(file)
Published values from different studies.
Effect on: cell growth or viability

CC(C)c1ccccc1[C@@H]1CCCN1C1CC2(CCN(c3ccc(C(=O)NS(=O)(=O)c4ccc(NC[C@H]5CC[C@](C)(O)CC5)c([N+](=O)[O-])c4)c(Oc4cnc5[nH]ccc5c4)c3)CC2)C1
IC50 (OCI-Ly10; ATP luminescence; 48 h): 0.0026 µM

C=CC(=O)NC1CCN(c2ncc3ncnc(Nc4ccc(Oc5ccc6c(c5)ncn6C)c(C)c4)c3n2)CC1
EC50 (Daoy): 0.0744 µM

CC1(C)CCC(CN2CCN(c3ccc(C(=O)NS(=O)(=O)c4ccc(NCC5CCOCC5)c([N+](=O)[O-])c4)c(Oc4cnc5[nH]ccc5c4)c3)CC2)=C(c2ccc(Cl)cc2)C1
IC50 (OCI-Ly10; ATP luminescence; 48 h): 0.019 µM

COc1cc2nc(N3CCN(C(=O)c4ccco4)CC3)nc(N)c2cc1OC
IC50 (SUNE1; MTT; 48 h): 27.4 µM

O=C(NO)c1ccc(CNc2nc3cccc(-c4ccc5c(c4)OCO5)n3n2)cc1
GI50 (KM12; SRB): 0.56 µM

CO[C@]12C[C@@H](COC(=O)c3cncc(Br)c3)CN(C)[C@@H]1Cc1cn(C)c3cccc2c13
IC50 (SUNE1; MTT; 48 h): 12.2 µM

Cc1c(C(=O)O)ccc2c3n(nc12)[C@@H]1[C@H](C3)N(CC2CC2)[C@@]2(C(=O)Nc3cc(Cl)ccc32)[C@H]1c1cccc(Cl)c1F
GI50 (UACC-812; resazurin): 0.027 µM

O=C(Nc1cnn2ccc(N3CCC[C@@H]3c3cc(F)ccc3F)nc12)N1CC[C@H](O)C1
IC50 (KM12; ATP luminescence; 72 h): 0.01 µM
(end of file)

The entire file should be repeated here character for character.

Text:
Published values from different studies.
Effect on: cell growth or viability

CC(C)c1ccccc1[C@@H]1CCCN1C1CC2(CCN(c3ccc(C(=O)NS(=O)(=O)c4ccc(NC[C@H]5CC[C@](C)(O)CC5)c([N+](=O)[O-])c4)c(Oc4cnc5[nH]ccc5c4)c3)CC2)C1
IC50 (OCI-Ly10; ATP luminescence; 48 h): 0.0026 µM

C=CC(=O)NC1CCN(c2ncc3ncnc(Nc4ccc(Oc5ccc6c(c5)ncn6C)c(C)c4)c3n2)CC1
EC50 (Daoy): 0.0744 µM

CC1(C)CCC(CN2CCN(c3ccc(C(=O)NS(=O)(=O)c4ccc(NCC5CCOCC5)c([N+](=O)[O-])c4)c(Oc4cnc5[nH]ccc5c4)c3)CC2)=C(c2ccc(Cl)cc2)C1
IC50 (OCI-Ly10; ATP luminescence; 48 h): 0.019 µM

COc1cc2nc(N3CCN(C(=O)c4ccco4)CC3)nc(N)c2cc1OC
IC50 (SUNE1; MTT; 48 h): 27.4 µM

O=C(NO)c1ccc(CNc2nc3cccc(-c4ccc5c(c4)OCO5)n3n2)cc1
GI50 (KM12; SRB): 0.56 µM

CO[C@]12C[C@@H](COC(=O)c3cncc(Br)c3)CN(C)[C@@H]1Cc1cn(C)c3cccc2c13
IC50 (SUNE1; MTT; 48 h): 12.2 µM

Cc1c(C(=O)O)ccc2c3n(nc12)[C@@H]1[C@H](C3)N(CC2CC2)[C@@]2(C(=O)Nc3cc(Cl)ccc32)[C@H]1c1cccc(Cl)c1F
GI50 (UACC-812; resazurin): 0.027 µM

O=C(Nc1cnn2ccc(N3CCC[C@@H]3c3cc(F)ccc3F)nc12)N1CC[C@H](O)C1
IC50 (KM12; ATP luminescence; 72 h): 0.01 µM